Endo Blog

Endo and festivities
4 mins read |
Endo and festivities

My endo seems to love a party. Over the past few years, it has attempted to ruin countless birthdays, anniversaries, overseas holidays, important work events, Christmas, and New Year celebrations.

Looking back over the years since I was diagnosed, I’ve noticed that my endo and period, both seem to be particularly aggressive around the end of the year. Perhaps it’s the lead up to Christmas, or being more tired than usual, but bad endo flares and heavy periods seem to feature for me around December and January. It’s as if my endo doesn’t want to miss out on the celebrations. I on the other hand, would much prefer to enjoy the end of the year and a holiday without having to consider how much pain medication I have left, where to buy tampons, and whether or not my heat pack is charged and in close proximity.

As such I like to plan for how to get through the holidays with endo in tow. Since my diagnosis, I’ve tried a multitude of different things hoping that one might stick and ease the often inconvenient and always painful endo symptoms I experience. Some things have worked, others have been utter failures and in all honesty the whole process of trying to find something to help has been exhausting.

But I have found some small things that make a difference for me.

While I know and everyone’s endo is different, I hope that some of these things may also help you navigate the end of the year and the festivities that come with it.

Pack an endo bag

I no longer travel lightly. I rarely leave the house without a relatively large bag and if I’m going away for a weekend it often looks as if I’ve packed for a month.

My endo bag includes:

  • A Heat pack – I like to use a rechargeable one, but also carry the disposable heat pads that can be stuck directly on my back or stomach as needed.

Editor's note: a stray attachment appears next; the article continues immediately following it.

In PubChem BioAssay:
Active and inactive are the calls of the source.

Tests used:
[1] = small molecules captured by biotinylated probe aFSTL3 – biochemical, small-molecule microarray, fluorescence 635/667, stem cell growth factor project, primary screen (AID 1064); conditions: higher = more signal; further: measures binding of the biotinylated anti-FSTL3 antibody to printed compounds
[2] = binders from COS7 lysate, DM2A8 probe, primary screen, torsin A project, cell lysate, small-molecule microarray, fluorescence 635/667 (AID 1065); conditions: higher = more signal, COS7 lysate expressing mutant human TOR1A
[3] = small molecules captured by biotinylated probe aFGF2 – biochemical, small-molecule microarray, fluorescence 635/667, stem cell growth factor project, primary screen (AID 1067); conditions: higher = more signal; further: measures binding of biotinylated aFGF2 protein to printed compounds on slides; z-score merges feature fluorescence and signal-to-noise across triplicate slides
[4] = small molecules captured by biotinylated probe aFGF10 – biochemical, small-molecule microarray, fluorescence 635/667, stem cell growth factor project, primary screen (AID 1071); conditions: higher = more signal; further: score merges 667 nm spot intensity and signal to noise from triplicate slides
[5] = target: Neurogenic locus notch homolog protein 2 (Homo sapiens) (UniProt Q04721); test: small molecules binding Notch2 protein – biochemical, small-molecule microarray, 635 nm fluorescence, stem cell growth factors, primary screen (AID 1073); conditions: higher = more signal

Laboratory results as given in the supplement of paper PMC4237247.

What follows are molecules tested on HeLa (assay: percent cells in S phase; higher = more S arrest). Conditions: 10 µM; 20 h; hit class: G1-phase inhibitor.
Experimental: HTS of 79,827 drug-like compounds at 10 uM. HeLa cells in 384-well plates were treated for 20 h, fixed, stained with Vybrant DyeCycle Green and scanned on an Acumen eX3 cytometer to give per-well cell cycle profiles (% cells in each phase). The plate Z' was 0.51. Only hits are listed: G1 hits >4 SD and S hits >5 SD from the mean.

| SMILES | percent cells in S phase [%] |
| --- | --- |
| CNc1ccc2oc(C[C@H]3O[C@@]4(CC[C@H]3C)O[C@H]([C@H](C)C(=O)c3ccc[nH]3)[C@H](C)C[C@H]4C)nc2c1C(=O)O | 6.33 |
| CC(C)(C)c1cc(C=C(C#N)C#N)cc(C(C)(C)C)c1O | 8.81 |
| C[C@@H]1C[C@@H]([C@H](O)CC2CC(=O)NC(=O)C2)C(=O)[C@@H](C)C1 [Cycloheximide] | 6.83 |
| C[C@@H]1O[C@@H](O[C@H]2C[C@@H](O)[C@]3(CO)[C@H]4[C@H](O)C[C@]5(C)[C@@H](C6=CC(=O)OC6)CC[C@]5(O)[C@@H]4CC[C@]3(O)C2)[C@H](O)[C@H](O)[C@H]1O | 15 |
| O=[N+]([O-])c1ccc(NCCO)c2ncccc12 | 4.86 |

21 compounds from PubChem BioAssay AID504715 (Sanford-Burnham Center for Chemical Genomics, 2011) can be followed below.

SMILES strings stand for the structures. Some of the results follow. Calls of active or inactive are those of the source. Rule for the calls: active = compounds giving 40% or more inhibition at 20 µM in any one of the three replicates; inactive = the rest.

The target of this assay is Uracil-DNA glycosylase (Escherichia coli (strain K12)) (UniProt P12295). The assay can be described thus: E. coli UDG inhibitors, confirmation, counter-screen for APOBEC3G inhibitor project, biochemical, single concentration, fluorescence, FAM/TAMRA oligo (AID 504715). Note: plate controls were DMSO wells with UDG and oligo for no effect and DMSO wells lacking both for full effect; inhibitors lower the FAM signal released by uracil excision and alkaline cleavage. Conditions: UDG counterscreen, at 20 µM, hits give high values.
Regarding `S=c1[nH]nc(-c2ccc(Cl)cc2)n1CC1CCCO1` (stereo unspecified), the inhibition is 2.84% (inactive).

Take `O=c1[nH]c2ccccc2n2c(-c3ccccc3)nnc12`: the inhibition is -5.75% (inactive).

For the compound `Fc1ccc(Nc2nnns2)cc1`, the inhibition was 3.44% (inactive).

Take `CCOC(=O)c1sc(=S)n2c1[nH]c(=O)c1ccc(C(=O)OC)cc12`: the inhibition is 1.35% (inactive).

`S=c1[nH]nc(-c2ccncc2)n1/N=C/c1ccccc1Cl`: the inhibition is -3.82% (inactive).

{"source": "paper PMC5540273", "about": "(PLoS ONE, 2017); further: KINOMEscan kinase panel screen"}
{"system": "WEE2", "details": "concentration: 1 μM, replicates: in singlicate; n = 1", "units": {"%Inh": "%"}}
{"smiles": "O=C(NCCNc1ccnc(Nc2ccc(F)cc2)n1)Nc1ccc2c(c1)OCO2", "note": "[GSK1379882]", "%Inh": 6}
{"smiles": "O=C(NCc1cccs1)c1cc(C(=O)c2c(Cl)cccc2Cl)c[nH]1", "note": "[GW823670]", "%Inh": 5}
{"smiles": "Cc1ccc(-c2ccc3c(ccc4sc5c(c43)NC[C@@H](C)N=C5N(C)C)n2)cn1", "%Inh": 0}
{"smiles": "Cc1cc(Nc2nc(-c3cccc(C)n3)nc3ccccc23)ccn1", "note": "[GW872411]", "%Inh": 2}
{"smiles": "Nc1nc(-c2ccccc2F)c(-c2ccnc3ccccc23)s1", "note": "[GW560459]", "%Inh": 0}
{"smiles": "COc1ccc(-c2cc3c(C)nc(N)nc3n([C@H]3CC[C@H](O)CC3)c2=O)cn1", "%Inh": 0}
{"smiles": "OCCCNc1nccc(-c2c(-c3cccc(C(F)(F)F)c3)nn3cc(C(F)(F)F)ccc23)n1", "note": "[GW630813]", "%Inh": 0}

• Pain Medication – I always get a couple of prescriptions filled so I can carry some with me and have enough for home.
  • Anti-nausea pills – my nausea can strike at any time of the month and can be crippling, so I tend to have at least one bottle of anti-nausea pills in reach at all times.
  • Water bottle – I’m not the type of person who can swallow pills unassisted- so a water bottle is a necessity.
  • Pillow for the car – If I’m travelling for more than a couple of hours, I like to have my U-shaped pillow with me. I find this is the best shape for covering my stomach and providing some back support in the car.
  • Tampons – I still carry at least one pack of tampons with me at all times. You just never know.
  • Change of underwear – my periods have become more regular in the past year or so, but prior to that, my spare pair of underwear came in handy many times.

Use apps

Period tracking apps have been a lifesaver for me.

Not only do the apps allow you to track your cycle and prepare for when a period is due, but they can also be used to track symptoms, pain and medications. I even use mine to track those ever illusive pain-free days.

This tracking has been particularly handy for doctors’ appointments. Rather than having to remember when a new symptom started or how long my last period was, the data is all there and easily retrievable.

Plan outfits

I like to plan what I’m wearing in advance. I’m not talking about picking out gorgeous designer outfits and matching shoes, I like to plan outfits that are comfortable and don’t exaggerate or infuriate my flaring belly.

This can be particularly helpful if you are seeing family members or friends you haven’t been in touch with for a long time. If your endo belly is making you look 6 months pregnant, having something floaty and comfortable can help you avoid any triggering questions.

Lie down

Perhaps one of my most used strategies is the ‘lie down’.

I can’t count the number of social events where I have been forced to ask the host if there was a bed available. I’ve also been known to lie down on the pavement, in friends’ beds during the new year countdown, in the car during a social event, or on the seats in a pub.

While it may not be the most graceful or subtle strategies, for me sometimes it’s the only thing that works.

Practice self-care

While the end of the year can be an exciting time filled with a multitude of plans and events that you don’t want to miss, it is important to take a break when you need it and practice some self-care whatever this looks like for you.

Sometimes I find just coming home between events, having a rest or a bath goes a long way.

Gone are the days of catching up with friends for breakfast, doing a little shopping, having dinner then finishing with drinks. I just don’t have the energy. So I’ve had to learn to say no. This can be hard, but with practice you get better at it (promise).

At the end of the day showing up exhausted and in pain doesn’t do anyone any good and hopefully your friends and family are understanding. Endo fatigue is real and you deserve rest.

Wishing you all the very best for the end of the year and hoping that your endo doesn’t come and ruin your parties. But if it does know that you are not alone and treat yourself with the kindness you deserve.

Sending love



Written by,
Rachel Burke


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